Original Post from InfoSecurity Magazine
Eight Million Shopper Records Leaked Online
Nearly eight million sales records containing the personal information of UK shoppers have been discovered exposed to the public-facing internet, after another cloud misconfiguration.
Noted researcher Bob Diachenko discovered the unsecured MongoDB database residing on an Amazon Web Services (AWS) server on February 3.
It was secured five days later, after Diachenko identified and notified the owner, a third-party company that helps merchants to aggregate sales data from multiple online marketplaces and VAT for cross-border sales.
According to Comparitech, around half of the eight million sales records discovered in the database related to Amazon UK and eBay, with Shopify, PayPal, Stripe and a few smaller marketplaces and payment companies accounting for the rest.
“We were made aware of an issue with a third-party developer (who works with a number of Amazon sellers), who appears to have held a database containing information from several different companies, including Amazon,” an Amazon statement explained.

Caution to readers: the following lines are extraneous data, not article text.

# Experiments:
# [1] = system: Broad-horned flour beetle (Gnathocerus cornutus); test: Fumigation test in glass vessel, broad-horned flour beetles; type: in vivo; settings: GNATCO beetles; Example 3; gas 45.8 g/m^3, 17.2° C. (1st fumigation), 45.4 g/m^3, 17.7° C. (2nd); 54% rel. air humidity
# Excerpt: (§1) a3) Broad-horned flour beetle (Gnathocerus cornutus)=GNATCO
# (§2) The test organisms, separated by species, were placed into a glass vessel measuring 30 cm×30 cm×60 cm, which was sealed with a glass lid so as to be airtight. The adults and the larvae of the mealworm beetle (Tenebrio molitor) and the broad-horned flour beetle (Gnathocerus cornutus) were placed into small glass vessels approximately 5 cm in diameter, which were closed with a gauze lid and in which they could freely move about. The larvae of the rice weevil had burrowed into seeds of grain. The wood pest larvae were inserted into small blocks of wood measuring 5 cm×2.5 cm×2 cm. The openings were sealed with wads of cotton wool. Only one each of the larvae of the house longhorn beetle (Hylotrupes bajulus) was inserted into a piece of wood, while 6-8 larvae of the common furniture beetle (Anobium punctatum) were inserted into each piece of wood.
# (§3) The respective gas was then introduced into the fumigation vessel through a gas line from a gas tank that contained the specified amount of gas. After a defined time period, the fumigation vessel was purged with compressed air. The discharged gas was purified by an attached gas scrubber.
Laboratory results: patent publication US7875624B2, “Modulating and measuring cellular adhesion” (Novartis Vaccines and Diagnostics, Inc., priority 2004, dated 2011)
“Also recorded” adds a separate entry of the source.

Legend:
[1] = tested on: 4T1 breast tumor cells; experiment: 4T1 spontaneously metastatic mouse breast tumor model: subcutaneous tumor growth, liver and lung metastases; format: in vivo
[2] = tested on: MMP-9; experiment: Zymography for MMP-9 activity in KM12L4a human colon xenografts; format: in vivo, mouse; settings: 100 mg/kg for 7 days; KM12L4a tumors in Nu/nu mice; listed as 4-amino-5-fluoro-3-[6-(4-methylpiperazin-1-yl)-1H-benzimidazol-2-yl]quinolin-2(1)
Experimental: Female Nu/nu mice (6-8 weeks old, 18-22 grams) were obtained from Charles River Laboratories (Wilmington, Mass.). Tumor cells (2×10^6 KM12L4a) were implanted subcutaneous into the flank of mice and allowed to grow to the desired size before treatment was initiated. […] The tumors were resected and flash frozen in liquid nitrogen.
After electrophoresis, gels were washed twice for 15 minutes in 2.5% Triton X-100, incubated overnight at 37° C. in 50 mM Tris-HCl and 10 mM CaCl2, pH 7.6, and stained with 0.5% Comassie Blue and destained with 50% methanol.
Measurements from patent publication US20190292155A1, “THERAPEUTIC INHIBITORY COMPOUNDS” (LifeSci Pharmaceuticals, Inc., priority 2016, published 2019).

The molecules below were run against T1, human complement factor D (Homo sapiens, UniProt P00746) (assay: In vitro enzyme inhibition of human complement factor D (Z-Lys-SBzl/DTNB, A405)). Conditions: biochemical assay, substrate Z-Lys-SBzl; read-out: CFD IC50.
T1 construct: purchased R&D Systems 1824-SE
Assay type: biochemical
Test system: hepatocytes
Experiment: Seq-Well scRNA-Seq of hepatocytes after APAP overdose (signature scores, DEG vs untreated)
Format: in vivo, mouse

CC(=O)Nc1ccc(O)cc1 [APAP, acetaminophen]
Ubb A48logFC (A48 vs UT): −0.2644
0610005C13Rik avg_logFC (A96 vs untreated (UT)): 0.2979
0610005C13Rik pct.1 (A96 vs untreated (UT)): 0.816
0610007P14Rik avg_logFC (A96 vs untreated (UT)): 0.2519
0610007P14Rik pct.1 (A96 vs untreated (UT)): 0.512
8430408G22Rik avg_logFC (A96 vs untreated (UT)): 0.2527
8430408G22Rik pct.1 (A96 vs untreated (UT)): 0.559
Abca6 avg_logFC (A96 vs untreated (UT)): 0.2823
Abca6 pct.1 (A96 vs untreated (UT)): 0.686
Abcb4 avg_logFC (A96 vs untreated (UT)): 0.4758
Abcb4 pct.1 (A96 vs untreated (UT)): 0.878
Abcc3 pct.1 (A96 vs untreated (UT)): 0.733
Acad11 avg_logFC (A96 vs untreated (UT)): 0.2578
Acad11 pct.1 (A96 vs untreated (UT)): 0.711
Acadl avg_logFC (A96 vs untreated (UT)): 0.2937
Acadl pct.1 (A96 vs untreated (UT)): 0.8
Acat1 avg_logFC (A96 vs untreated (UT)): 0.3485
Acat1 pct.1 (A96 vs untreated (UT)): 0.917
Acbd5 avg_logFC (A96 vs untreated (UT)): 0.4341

“The database was available on the internet for a very short period of time. As soon as we were made aware, we ensured the third-party developer took immediate action to remove the database and secure the data. The security of Amazon’s systems was not compromised in any way.”
Exposed data included customer names, email addresses, shipping addresses, purchases and the last four digits of credit card numbers — more than enough for hackers to craft convincing follow-on phishing emails to target those customers.
If they were able to trick users into handing over their log-ins, they could theoretically hijack accounts and use stored cards and/or gift tokens to make fraudulent purchases.
Vinay Sridhara, CTO of Balbix, argued that the incident follows the pattern of countless other data leaks over recent years.
“Despite billions invested in security, enterprises are failing at the infosec equivalent of washing their hands,” he added.
“Since an organization can’t improve what it can’t measure, the starting point for a company to improve their cyber-hygiene is to inventory, categorize and measure the criticality of their assets. From there, basic resilience begins with identity, encryption and network segmentation.”
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